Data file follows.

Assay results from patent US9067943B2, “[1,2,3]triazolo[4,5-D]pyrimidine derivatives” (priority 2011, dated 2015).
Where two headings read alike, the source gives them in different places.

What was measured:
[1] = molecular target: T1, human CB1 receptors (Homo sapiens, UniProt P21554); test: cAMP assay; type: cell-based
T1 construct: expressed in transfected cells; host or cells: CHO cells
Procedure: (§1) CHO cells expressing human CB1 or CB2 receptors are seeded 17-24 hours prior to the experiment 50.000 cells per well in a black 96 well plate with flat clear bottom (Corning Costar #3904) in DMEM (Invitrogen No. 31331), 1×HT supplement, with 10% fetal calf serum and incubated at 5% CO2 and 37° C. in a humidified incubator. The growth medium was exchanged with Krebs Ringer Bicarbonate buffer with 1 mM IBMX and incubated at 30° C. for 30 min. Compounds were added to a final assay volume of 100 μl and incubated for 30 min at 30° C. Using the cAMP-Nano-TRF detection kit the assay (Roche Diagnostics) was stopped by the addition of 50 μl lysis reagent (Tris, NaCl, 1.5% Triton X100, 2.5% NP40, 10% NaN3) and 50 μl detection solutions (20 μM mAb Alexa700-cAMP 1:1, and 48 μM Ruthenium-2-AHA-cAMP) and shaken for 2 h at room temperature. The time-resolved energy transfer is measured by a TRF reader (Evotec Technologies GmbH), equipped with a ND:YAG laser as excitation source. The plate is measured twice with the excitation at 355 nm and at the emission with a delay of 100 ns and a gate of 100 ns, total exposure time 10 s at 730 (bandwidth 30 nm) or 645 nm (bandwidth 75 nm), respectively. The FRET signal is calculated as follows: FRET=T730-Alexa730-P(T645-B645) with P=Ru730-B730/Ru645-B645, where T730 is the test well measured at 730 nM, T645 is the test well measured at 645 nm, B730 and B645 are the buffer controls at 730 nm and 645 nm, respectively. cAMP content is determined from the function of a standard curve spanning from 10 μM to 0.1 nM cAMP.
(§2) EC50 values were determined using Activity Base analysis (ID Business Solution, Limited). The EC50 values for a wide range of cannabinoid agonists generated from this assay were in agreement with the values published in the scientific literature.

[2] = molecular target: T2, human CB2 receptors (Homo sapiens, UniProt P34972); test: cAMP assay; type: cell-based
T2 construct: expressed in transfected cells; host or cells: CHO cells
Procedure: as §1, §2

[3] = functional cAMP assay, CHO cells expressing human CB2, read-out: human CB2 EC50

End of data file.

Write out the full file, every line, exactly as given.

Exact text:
Assay results from patent US9067943B2, “[1,2,3]triazolo[4,5-D]pyrimidine derivatives” (priority 2011, dated 2015).
Where two headings read alike, the source gives them in different places.

What was measured:
[1] = molecular target: T1, human CB1 receptors (Homo sapiens, UniProt P21554); test: cAMP assay; type: cell-based
T1 construct: expressed in transfected cells; host or cells: CHO cells
Procedure: (§1) CHO cells expressing human CB1 or CB2 receptors are seeded 17-24 hours prior to the experiment 50.000 cells per well in a black 96 well plate with flat clear bottom (Corning Costar #3904) in DMEM (Invitrogen No. 31331), 1×HT supplement, with 10% fetal calf serum and incubated at 5% CO2 and 37° C. in a humidified incubator. The growth medium was exchanged with Krebs Ringer Bicarbonate buffer with 1 mM IBMX and incubated at 30° C. for 30 min. Compounds were added to a final assay volume of 100 μl and incubated for 30 min at 30° C. Using the cAMP-Nano-TRF detection kit the assay (Roche Diagnostics) was stopped by the addition of 50 μl lysis reagent (Tris, NaCl, 1.5% Triton X100, 2.5% NP40, 10% NaN3) and 50 μl detection solutions (20 μM mAb Alexa700-cAMP 1:1, and 48 μM Ruthenium-2-AHA-cAMP) and shaken for 2 h at room temperature. The time-resolved energy transfer is measured by a TRF reader (Evotec Technologies GmbH), equipped with a ND:YAG laser as excitation source. The plate is measured twice with the excitation at 355 nm and at the emission with a delay of 100 ns and a gate of 100 ns, total exposure time 10 s at 730 (bandwidth 30 nm) or 645 nm (bandwidth 75 nm), respectively. The FRET signal is calculated as follows: FRET=T730-Alexa730-P(T645-B645) with P=Ru730-B730/Ru645-B645, where T730 is the test well measured at 730 nM, T645 is the test well measured at 645 nm, B730 and B645 are the buffer controls at 730 nm and 645 nm, respectively. cAMP content is determined from the function of a standard curve spanning from 10 μM to 0.1 nM cAMP.
(§2) EC50 values were determined using Activity Base analysis (ID Business Solution, Limited). The EC50 values for a wide range of cannabinoid agonists generated from this assay were in agreement with the values published in the scientific literature.

[2] = molecular target: T2, human CB2 receptors (Homo sapiens, UniProt P34972); test: cAMP assay; type: cell-based
T2 construct: expressed in transfected cells; host or cells: CHO cells
Procedure: as §1, §2

[3] = functional cAMP assay, CHO cells expressing human CB2, read-out: human CB2 EC50